S.O.S. was a short-lived saxophone trio from England. Their name is just an acronym of the members’ last names: Surman, Osborne and Skidmore. They toured extensively in Europe and managed to make one album together in 1975. Their brand of jazz is rare. If this trio even chooses to be backed by any additional instruments, they prefer one drummer and a smattering of electronics rather than a pianist or bassist or anything like that. The forms of their songs were loops, repeated phrases that walked the fine line between wacky and groovy. And when one of them soloed they did it with all the flair of a gambler who loved having no safety net. Their music was unique then and it remains unique today. The cobbled-together lost sessions that make up Looking for the Next One were recorded in the ‘70s and released in 2013, but the only variable that dates the album is the cover. And even then, people still dress like that.
S.O.S. are listed as being so important and influential that there might not have been a Rova or a World Saxophone Quartet (!) without them. So why do they appear to be just a footnote in jazz history? Why did Ken Burns only talk about Miles Davis and Dexter Gordon when his documentary made it to the ‘70s? That’s a discussion for another time. S.O.S. had three things working against their favor back then. First, the British press just didn’t get them. Where avant-garde jazz fans heard artistry, English journalists heard formless noise. Secondly, the economy in the UK was weak during this time and S.O.S. had trouble getting gigs. Most of their income came from European tours, where people really got what they were doing. And thirdly, Mike Osborne was growing ill. He had to stop working altogether in the early ‘80s. Cancer eventually took his life in 2007. Their lone album went out of print and obtaining it these days is difficult, even in the throes of the digital age.
So S.O.S. are the victims of wrong time and wrong place. A quick run-in with their sound might make you think that they share some of the blame as well, coming up with a kind of jazz style that was too new and too bold for mass appeal. But the truth is, S.O.S.‘s music is still pretty accessible in its own twisted way. It’s not terribly catchy like all of your favorite standards, it doesn’t swing like the big bands, but it’s music that stays with you nonetheless. There is humanity in its clinical cycles, the product of three people who understand how people like to hear music, as well as the challenge of delivering said music with their slim format. By the time S.O.S. disbanded in 1976, they were up to the task and we’re pretty lucky that Looking for the Next One was captured at this time.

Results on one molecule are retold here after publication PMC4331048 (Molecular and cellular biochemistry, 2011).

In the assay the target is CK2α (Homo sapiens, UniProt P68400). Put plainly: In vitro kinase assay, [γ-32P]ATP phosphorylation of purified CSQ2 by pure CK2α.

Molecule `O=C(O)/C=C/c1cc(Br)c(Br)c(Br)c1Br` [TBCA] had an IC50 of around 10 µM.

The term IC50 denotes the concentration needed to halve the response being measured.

Looking for the Next One is a double album; disc one is the studio sessions and disc two is a 1974 gig at the Balver Höhle Jazz Festival in Germany. It’s only eleven tracks in all (and one of those is a 66-second introduction from the festival’s emcee), but it stretches just over two hours. These songs didn’t stop for anybody. If these three gentlemen felt that 14 minutes was ample time to explore an idea, then they did so. John Surman doubled up on electric piano or synthesizers while Tony Levin—of the band Mujician—provided stick work for “Q.E. Hall” and “The Mountain Road” on studio dates. Not to underscore Levin’s contributions to the music, but the most interesting stuff seems to be happening when he’s not around. Perhaps it’s just too difficult to summon a beat for a whacked-out piece of electro-soloing like on “News”. The jauntiness of “Country Dance” relies so well on saxophone syncopation that any rhythm section would probably be heard as a hindrance.
The whole thing goes further out in a concert setting. Since Surman, Osborne and Skidmore were performing instead of making an album, they probably weren’t thinking about the space restrictions of long playing records. So do you know what that means? Starting off the set with a number called “Suite” that lasts 25:17! And after that is “Trio Trio” which lasts 23:28! And my goodness, the sounds that came from the stage on that day. There’s something hooked up to a wah pedal, a sequenced loop that sounds like a malfunctioning R2D2 and a basement-level pedal tone interrupted by its own static. Surman makes a riff for “Up There” on the bass clarinet. He’s eventually joined by one of his compatriots in harmony. This riff slows down and modulates as solos bounce around the hall. Then, they break into “Country Dance”, only to abandon it before the song’s final stretch. What in the hell? This is some black jazz magic going on here.
I can already tell that there’s a case being mounted as to why Looking for the Next One is not jazz, and I don’t care. It shares things in common with ‘60s psychedelic pop and ‘70s progressive rock, but I’m not going to make the argument that those are the appropriate genres for tagging here either. Time spent bickering over labels can be better spent listening to “Suite” and “Trio Trio” on your earbuds and getting lost amongst the dizzying ebbs and flows.